AbstractResearch into human behavior and cognition has benefited greatly from use of virtual environments and reality in recent years. These methods are particularly promising for the study of human visual attention as they increase the ecological validity of stimuli presentation and observer interaction while retaining a significant amount of experimental control. This thesis aims to explore the methodological use of virtual environments and virtual reality for the study of visual attention. This is done in two ways. First, by making use of such methods to conduct novel visual attention studies. Chapter 1 studies how an observers task impacts on their attentional allocation in virtual environments. Chapter 3 presents a series of visual search experiments extended to virtual reality viewing conditions. Chapter 4 demonstrates the role of additional depth cues for attentional allocation in 3D environments. Second, this thesis further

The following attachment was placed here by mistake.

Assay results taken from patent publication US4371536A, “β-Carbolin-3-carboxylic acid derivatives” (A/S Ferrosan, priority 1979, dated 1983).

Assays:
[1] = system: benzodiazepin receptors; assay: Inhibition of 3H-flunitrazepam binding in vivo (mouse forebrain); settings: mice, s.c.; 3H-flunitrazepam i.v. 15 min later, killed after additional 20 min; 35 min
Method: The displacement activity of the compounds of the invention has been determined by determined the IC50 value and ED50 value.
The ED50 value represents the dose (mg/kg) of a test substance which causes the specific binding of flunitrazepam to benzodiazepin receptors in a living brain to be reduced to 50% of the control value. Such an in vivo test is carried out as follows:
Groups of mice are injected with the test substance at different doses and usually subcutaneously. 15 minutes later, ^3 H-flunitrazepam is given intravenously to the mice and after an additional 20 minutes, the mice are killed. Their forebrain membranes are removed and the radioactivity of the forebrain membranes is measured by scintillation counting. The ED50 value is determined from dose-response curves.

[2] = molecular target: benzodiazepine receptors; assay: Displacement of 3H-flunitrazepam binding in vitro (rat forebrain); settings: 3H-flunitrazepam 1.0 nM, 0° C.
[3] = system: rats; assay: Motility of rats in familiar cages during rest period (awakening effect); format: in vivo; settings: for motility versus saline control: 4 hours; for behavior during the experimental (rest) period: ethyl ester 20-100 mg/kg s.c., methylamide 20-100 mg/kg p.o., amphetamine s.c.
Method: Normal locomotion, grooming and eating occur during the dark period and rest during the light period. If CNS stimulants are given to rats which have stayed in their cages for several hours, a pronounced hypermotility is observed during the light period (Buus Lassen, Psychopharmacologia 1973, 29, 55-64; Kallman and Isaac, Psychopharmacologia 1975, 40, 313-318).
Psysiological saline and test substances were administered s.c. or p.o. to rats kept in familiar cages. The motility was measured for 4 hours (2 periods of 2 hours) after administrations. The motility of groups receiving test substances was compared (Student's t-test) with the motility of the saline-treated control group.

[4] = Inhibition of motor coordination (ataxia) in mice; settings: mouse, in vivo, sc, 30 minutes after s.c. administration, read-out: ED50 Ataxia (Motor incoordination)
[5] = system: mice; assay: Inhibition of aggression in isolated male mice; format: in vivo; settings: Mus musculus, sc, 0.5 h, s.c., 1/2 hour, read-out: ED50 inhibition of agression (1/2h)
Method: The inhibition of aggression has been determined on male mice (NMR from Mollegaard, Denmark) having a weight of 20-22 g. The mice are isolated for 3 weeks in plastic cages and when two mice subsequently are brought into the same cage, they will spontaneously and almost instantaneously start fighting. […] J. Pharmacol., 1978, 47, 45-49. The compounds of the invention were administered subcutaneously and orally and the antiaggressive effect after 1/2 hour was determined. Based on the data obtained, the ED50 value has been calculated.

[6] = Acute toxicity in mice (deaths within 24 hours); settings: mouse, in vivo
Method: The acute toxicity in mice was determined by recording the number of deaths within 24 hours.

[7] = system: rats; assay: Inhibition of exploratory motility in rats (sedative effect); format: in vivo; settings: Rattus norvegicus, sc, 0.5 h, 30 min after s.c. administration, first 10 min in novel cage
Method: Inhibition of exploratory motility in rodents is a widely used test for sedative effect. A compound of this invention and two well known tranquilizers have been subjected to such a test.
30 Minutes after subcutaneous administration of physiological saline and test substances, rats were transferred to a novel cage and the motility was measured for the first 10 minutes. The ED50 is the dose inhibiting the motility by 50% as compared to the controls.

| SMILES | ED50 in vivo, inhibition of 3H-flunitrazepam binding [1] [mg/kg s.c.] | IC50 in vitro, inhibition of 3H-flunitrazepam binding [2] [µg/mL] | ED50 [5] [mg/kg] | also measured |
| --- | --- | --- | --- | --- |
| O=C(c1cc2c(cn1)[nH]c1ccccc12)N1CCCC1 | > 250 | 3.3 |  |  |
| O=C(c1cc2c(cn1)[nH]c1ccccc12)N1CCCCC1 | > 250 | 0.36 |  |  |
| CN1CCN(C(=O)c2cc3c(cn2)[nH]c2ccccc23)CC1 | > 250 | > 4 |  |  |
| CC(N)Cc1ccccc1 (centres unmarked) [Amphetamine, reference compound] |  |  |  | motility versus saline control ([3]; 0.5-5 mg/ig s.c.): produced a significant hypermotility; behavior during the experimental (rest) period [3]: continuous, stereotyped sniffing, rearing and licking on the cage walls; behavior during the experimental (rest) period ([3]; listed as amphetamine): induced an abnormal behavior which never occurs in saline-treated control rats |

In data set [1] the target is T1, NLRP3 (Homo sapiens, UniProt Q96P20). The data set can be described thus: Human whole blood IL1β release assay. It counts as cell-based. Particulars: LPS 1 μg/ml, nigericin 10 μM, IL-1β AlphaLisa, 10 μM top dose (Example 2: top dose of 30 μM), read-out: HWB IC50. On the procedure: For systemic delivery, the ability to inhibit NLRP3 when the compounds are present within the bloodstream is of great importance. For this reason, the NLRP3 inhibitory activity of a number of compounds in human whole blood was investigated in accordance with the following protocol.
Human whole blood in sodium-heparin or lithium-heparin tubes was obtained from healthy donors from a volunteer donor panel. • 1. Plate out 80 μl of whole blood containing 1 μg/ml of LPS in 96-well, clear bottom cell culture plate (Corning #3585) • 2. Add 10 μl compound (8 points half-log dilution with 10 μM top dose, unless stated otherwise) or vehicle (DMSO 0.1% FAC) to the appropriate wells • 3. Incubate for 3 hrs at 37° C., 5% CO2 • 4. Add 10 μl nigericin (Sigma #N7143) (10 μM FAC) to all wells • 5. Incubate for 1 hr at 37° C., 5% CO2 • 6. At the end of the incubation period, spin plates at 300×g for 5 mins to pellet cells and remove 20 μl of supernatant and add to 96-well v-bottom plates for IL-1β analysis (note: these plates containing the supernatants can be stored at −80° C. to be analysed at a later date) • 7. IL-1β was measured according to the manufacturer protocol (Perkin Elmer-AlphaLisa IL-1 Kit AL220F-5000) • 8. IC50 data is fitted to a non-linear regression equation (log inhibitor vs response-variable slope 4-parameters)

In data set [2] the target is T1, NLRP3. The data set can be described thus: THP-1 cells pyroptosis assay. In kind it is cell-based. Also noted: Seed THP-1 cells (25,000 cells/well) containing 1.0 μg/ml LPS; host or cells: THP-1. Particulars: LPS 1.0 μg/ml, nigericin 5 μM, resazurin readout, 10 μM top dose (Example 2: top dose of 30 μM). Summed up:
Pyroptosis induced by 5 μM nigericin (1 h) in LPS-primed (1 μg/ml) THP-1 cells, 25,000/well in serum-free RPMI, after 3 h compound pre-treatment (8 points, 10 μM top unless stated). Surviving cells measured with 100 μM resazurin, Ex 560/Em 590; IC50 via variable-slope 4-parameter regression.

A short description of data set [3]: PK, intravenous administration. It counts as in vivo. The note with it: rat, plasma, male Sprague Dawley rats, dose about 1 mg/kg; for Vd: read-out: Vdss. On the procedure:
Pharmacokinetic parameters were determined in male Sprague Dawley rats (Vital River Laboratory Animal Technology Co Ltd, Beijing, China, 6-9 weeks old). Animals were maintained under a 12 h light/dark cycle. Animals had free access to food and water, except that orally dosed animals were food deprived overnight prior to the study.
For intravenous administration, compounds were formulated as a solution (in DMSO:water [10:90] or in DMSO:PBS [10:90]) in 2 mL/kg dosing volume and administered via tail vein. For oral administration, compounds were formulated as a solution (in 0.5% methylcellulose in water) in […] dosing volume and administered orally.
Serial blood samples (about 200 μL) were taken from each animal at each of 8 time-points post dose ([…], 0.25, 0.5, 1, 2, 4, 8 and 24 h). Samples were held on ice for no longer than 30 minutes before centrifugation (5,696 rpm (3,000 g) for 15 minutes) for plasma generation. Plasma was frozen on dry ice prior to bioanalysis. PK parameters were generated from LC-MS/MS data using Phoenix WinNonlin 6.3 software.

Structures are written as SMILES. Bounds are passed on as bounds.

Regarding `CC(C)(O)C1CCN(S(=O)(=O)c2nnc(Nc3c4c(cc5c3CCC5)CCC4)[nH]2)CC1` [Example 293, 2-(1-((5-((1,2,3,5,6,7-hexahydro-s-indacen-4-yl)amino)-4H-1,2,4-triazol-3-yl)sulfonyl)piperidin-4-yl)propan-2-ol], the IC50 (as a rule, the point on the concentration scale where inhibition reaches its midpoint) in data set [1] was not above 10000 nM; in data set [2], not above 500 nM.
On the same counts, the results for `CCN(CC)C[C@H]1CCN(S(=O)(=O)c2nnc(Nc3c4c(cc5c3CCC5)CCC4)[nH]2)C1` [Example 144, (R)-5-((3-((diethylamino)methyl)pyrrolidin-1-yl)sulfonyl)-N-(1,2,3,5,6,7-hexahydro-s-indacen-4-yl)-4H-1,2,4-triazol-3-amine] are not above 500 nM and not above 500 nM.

presents both guidelines for the use of such methods, along with considerations of the limitations of current virtual reality technology, and a novel toolbox for designing and conducting visual search experiments in virtual reality. The resulting contribution of this thesis is set of novel visual attention research along with a means for other researcher to utilise virtual reality to better study visual attention.
|Date of Award
|22 Jun 2022
|Eamonn O'Neill (Supervisor) & Michael Proulx (Supervisor)